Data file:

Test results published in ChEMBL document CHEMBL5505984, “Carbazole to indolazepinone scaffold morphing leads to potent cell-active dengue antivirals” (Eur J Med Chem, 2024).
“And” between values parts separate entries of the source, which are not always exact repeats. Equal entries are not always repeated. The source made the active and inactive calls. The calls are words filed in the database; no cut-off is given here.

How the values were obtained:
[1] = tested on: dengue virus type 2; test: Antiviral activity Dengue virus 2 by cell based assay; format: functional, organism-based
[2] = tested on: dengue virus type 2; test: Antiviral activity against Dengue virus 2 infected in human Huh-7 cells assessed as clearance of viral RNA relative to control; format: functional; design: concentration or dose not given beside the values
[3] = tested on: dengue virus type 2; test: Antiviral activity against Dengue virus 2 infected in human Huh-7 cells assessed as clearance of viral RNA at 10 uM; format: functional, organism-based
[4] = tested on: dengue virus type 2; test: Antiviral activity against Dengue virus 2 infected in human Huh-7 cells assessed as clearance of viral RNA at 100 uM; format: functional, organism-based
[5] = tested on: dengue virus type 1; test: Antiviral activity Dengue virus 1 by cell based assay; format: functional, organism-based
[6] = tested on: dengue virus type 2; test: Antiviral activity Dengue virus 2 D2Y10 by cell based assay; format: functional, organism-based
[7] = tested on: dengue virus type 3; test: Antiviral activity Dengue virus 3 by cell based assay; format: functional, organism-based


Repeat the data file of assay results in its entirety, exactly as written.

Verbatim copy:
Test results published in ChEMBL document CHEMBL5505984, “Carbazole to indolazepinone scaffold morphing leads to potent cell-active dengue antivirals” (Eur J Med Chem, 2024).
“And” between values parts separate entries of the source, which are not always exact repeats. Equal entries are not always repeated. The source made the active and inactive calls. The calls are words filed in the database; no cut-off is given here.

How the values were obtained:
[1] = tested on: dengue virus type 2; test: Antiviral activity Dengue virus 2 by cell based assay; format: functional, organism-based
[2] = tested on: dengue virus type 2; test: Antiviral activity against Dengue virus 2 infected in human Huh-7 cells assessed as clearance of viral RNA relative to control; format: functional; design: concentration or dose not given beside the values
[3] = tested on: dengue virus type 2; test: Antiviral activity against Dengue virus 2 infected in human Huh-7 cells assessed as clearance of viral RNA at 10 uM; format: functional, organism-based
[4] = tested on: dengue virus type 2; test: Antiviral activity against Dengue virus 2 infected in human Huh-7 cells assessed as clearance of viral RNA at 100 uM; format: functional, organism-based
[5] = tested on: dengue virus type 1; test: Antiviral activity Dengue virus 1 by cell based assay; format: functional, organism-based
[6] = tested on: dengue virus type 2; test: Antiviral activity Dengue virus 2 D2Y10 by cell based assay; format: functional, organism-based
[7] = tested on: dengue virus type 3; test: Antiviral activity Dengue virus 3 by cell based assay; format: functional, organism-based